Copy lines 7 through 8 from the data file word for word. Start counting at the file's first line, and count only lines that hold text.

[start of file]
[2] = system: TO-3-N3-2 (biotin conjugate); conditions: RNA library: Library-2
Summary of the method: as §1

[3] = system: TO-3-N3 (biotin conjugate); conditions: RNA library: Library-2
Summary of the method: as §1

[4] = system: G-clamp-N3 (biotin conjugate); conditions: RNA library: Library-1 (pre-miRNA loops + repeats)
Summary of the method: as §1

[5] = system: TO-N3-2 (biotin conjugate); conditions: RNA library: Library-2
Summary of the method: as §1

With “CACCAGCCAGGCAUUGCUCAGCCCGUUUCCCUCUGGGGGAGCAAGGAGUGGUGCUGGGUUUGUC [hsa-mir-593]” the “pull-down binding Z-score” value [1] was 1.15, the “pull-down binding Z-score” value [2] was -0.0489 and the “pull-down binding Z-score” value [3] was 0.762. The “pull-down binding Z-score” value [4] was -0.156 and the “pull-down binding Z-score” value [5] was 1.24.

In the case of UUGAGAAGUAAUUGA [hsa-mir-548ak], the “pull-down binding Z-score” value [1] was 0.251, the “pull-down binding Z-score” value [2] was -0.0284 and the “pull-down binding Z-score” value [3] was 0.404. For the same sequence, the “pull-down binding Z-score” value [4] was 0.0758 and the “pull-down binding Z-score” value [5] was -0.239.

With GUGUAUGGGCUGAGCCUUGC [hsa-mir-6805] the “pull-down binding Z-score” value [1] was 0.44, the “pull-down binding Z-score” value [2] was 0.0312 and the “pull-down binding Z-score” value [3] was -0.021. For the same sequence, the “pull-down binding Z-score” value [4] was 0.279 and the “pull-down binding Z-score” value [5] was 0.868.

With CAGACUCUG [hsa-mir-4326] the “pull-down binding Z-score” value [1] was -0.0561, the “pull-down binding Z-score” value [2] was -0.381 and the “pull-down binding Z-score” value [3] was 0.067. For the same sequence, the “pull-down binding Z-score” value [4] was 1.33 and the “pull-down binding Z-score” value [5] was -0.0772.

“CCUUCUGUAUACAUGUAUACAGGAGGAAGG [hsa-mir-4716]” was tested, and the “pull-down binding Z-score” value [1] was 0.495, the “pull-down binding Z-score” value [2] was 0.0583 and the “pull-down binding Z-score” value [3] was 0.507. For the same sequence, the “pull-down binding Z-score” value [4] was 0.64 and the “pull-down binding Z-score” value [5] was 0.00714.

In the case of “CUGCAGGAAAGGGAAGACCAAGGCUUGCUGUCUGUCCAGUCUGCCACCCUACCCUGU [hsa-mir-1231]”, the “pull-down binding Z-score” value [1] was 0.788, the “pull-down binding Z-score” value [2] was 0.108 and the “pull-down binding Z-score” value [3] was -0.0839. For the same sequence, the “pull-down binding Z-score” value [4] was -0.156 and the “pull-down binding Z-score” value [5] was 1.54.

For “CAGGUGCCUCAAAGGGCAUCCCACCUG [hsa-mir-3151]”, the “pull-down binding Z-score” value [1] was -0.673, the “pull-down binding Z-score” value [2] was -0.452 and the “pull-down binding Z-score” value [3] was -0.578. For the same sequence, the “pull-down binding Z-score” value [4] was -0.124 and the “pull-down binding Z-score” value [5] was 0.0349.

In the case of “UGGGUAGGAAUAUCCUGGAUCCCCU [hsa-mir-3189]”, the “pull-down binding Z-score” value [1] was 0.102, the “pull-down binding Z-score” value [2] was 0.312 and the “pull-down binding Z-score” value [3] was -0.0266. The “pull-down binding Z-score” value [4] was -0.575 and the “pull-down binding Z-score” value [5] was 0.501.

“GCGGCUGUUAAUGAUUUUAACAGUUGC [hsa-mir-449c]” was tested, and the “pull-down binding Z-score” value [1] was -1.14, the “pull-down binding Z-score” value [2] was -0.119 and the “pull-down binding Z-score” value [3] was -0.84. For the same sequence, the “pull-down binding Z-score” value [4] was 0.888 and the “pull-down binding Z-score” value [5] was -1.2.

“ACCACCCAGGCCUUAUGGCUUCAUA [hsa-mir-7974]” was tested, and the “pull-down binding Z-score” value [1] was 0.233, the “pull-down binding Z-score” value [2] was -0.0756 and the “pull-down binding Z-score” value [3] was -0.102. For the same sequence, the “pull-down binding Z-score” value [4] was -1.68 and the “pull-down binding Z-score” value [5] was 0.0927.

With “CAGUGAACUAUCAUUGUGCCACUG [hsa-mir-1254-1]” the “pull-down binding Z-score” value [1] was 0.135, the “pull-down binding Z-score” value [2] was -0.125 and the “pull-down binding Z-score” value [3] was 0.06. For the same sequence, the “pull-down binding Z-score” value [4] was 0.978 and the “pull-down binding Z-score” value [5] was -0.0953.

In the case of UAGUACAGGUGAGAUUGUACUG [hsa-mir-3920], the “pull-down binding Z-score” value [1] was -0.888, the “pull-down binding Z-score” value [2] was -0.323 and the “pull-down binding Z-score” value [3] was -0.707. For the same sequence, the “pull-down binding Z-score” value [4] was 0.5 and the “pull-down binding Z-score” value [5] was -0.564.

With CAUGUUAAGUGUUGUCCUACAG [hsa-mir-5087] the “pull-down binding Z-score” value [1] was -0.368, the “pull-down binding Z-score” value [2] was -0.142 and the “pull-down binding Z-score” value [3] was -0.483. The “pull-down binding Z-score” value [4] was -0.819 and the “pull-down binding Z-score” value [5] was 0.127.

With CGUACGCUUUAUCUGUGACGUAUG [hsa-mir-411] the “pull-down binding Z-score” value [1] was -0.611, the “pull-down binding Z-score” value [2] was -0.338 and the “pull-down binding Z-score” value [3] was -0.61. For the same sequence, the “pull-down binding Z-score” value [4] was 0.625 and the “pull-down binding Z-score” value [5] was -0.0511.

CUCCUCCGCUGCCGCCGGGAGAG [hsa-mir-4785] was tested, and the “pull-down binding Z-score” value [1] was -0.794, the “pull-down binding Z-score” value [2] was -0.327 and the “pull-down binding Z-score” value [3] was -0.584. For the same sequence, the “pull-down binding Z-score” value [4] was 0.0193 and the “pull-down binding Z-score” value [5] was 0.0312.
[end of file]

[5] = system: TO-N3-2 (biotin conjugate); conditions: RNA library: Library-2
Summary of the method: as §1